Then consider the subtitle of the book: Uncommon Answers to Common Questions. With that subtitle, I naturally enough read the book waiting for the moments when White ventured out past the edge with an uncommon answer, either providing uncommon insight or wandering into the fringes of heresy. Instead, at no point in the entire book was there a single answer to a common question which was anything other than a quite common answer. I can't even imagine where White believes any of his answers are uncommon. He keeps insisting through the whole book that his answers are simply run-of-the-mill Christian answers. I could suggest the subtitle should be Common Answers to Common Questions, but that is a pretty lame subtitle.

    I would be fascinated to know if the title of this book was White's own idea. The title reads like someone at the publisher spent too much time dreaming up titles which would have a big market, put them in a drawer waiting for a book to show up, saw this book, and slapped the title onto it.

    So, what is the difference between a book explaining Christianity to non-Christians and one explaining it to Christians? The difference can be seen in thinking about an example from this book. The first substantive chapter sets out to prove the existence of God. The evidence White uses is the nature of the universe. It is, as he says, a universe which is "freakishly suited for human life." It is a universe which, according to the most common view, it not eternal but originated in a Big Bang, yet there is no scientific explanation for the origin of the thing that went Bang. It is a universe in which things evolve which are so complex that the probability that they evolved due purely to random chance is smaller than infinitesimally small.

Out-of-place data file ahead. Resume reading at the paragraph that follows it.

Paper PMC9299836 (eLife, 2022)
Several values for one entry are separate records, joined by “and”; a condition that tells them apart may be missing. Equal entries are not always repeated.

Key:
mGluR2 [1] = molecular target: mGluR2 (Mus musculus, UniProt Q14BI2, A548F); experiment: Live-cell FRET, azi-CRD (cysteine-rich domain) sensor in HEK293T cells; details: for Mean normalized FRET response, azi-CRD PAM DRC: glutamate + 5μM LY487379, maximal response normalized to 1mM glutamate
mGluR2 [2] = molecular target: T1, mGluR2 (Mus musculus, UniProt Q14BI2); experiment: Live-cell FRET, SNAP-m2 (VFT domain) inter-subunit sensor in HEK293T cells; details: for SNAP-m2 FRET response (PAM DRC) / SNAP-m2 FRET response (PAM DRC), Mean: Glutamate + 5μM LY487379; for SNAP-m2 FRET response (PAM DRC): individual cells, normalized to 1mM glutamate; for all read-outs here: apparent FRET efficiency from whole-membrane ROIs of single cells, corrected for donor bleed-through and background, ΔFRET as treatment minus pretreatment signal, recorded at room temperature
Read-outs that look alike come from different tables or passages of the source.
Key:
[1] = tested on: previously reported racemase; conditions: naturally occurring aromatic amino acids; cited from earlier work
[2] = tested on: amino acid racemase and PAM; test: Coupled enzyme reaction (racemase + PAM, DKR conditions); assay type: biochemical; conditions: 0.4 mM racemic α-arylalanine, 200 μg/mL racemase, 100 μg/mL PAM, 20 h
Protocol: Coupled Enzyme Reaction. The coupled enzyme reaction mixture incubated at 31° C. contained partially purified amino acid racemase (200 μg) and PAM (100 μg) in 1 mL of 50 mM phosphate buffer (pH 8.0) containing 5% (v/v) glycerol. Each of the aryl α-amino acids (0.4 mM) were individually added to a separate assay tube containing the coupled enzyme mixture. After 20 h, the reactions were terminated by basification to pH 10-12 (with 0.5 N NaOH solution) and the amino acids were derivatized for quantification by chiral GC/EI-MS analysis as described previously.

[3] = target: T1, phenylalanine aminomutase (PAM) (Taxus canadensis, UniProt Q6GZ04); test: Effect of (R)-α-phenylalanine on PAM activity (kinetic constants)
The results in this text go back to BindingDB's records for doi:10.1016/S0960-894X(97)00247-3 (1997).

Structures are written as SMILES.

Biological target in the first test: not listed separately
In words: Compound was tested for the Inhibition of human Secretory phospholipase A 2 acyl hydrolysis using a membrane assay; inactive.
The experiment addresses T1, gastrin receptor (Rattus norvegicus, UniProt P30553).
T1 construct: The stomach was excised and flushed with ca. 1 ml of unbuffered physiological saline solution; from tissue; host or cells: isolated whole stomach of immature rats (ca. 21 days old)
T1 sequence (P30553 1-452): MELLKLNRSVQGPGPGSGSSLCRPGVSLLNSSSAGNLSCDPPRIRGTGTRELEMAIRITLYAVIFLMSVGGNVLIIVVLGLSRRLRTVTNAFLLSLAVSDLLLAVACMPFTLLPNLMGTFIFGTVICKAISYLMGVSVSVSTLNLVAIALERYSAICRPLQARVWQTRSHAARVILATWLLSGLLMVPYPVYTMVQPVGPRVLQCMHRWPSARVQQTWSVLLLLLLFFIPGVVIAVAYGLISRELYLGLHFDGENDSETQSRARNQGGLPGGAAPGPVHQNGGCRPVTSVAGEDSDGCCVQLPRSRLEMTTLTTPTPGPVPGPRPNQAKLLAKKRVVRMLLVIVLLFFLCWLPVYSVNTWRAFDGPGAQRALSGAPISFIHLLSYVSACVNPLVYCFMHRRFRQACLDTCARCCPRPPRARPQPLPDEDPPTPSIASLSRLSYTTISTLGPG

All those things about this universe are true. Do they prove there is a God? Of course not. Indeed, it would be a very dangerous argument to insist that these things are the proof of God. Scientific knowledge advances. Physicists are now exploring the idea that the Universe did not originate with Big Bang; instead it expands to its outer limit and then contracts back down and then expands again and then contracts again; it is a sort of bouncing universe. Biologists are exploring ways that evolutionary mechanisms might work which do not involve random genetic mutations. If anything like either of these theories ever becomes the best scientific explanation of the universe, there would still be no conflict with Christianity. So why would Christians want to tie their theology to the current state of scientific knowledge?